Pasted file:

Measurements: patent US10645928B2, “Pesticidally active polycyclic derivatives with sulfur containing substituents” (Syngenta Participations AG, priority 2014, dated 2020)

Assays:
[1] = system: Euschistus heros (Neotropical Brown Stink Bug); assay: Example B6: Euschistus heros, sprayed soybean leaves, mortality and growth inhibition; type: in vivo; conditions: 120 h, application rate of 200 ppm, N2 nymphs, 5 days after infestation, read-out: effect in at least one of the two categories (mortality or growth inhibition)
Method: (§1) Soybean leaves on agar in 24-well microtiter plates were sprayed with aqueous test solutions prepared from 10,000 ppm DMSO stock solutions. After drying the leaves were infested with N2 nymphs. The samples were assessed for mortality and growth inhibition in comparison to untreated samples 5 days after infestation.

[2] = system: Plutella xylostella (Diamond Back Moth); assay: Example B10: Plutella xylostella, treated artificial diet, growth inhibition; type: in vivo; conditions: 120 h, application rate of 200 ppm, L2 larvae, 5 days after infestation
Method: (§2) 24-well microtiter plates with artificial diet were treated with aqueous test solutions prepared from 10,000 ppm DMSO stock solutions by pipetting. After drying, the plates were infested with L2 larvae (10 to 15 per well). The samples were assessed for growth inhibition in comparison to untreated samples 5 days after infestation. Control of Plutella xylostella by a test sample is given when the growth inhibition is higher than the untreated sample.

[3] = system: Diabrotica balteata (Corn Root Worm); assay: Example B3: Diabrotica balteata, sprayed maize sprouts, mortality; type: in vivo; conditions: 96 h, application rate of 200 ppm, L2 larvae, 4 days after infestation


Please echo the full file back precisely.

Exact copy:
Measurements: patent US10645928B2, “Pesticidally active polycyclic derivatives with sulfur containing substituents” (Syngenta Participations AG, priority 2014, dated 2020)

Assays:
[1] = system: Euschistus heros (Neotropical Brown Stink Bug); assay: Example B6: Euschistus heros, sprayed soybean leaves, mortality and growth inhibition; type: in vivo; conditions: 120 h, application rate of 200 ppm, N2 nymphs, 5 days after infestation, read-out: effect in at least one of the two categories (mortality or growth inhibition)
Method: (§1) Soybean leaves on agar in 24-well microtiter plates were sprayed with aqueous test solutions prepared from 10,000 ppm DMSO stock solutions. After drying the leaves were infested with N2 nymphs. The samples were assessed for mortality and growth inhibition in comparison to untreated samples 5 days after infestation.

[2] = system: Plutella xylostella (Diamond Back Moth); assay: Example B10: Plutella xylostella, treated artificial diet, growth inhibition; type: in vivo; conditions: 120 h, application rate of 200 ppm, L2 larvae, 5 days after infestation
Method: (§2) 24-well microtiter plates with artificial diet were treated with aqueous test solutions prepared from 10,000 ppm DMSO stock solutions by pipetting. After drying, the plates were infested with L2 larvae (10 to 15 per well). The samples were assessed for growth inhibition in comparison to untreated samples 5 days after infestation. Control of Plutella xylostella by a test sample is given when the growth inhibition is higher than the untreated sample.

[3] = system: Diabrotica balteata (Corn Root Worm); assay: Example B3: Diabrotica balteata, sprayed maize sprouts, mortality; type: in vivo; conditions: 96 h, application rate of 200 ppm, L2 larvae, 4 days after infestation